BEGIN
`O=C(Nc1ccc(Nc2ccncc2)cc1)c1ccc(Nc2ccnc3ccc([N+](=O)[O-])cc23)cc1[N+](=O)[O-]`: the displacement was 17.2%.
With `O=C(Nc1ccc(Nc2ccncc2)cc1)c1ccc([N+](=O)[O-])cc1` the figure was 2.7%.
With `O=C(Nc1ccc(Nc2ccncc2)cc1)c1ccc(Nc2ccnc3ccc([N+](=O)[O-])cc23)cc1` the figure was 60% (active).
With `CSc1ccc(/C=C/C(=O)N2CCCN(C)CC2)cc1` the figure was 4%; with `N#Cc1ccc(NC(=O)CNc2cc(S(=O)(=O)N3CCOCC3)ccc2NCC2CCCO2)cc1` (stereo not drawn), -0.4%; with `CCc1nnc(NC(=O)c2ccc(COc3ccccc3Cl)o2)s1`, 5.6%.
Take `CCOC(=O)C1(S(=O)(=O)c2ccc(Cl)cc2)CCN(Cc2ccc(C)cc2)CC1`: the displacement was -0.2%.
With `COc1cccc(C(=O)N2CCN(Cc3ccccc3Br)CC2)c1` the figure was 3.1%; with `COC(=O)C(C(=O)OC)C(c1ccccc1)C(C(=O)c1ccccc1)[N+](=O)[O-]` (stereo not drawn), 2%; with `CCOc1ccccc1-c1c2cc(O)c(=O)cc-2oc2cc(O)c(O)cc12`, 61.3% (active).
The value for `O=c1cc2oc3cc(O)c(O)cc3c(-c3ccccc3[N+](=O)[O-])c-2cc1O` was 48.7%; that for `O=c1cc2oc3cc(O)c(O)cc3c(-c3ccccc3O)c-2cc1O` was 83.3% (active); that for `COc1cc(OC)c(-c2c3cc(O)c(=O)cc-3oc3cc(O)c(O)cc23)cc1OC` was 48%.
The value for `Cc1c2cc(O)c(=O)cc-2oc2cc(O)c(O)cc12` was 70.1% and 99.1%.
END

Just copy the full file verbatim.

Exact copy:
`O=C(Nc1ccc(Nc2ccncc2)cc1)c1ccc(Nc2ccnc3ccc([N+](=O)[O-])cc23)cc1[N+](=O)[O-]`: the displacement was 17.2%.
With `O=C(Nc1ccc(Nc2ccncc2)cc1)c1ccc([N+](=O)[O-])cc1` the figure was 2.7%.
With `O=C(Nc1ccc(Nc2ccncc2)cc1)c1ccc(Nc2ccnc3ccc([N+](=O)[O-])cc23)cc1` the figure was 60% (active).
With `CSc1ccc(/C=C/C(=O)N2CCCN(C)CC2)cc1` the figure was 4%; with `N#Cc1ccc(NC(=O)CNc2cc(S(=O)(=O)N3CCOCC3)ccc2NCC2CCCO2)cc1` (stereo not drawn), -0.4%; with `CCc1nnc(NC(=O)c2ccc(COc3ccccc3Cl)o2)s1`, 5.6%.
Take `CCOC(=O)C1(S(=O)(=O)c2ccc(Cl)cc2)CCN(Cc2ccc(C)cc2)CC1`: the displacement was -0.2%.
With `COc1cccc(C(=O)N2CCN(Cc3ccccc3Br)CC2)c1` the figure was 3.1%; with `COC(=O)C(C(=O)OC)C(c1ccccc1)C(C(=O)c1ccccc1)[N+](=O)[O-]` (stereo not drawn), 2%; with `CCOc1ccccc1-c1c2cc(O)c(=O)cc-2oc2cc(O)c(O)cc12`, 61.3% (active).
The value for `O=c1cc2oc3cc(O)c(O)cc3c(-c3ccccc3[N+](=O)[O-])c-2cc1O` was 48.7%; that for `O=c1cc2oc3cc(O)c(O)cc3c(-c3ccccc3O)c-2cc1O` was 83.3% (active); that for `COc1cc(OC)c(-c2c3cc(O)c(=O)cc-3oc3cc(O)c(O)cc23)cc1OC` was 48%.
The value for `Cc1c2cc(O)c(=O)cc-2oc2cc(O)c(O)cc12` was 70.1% and 99.1%.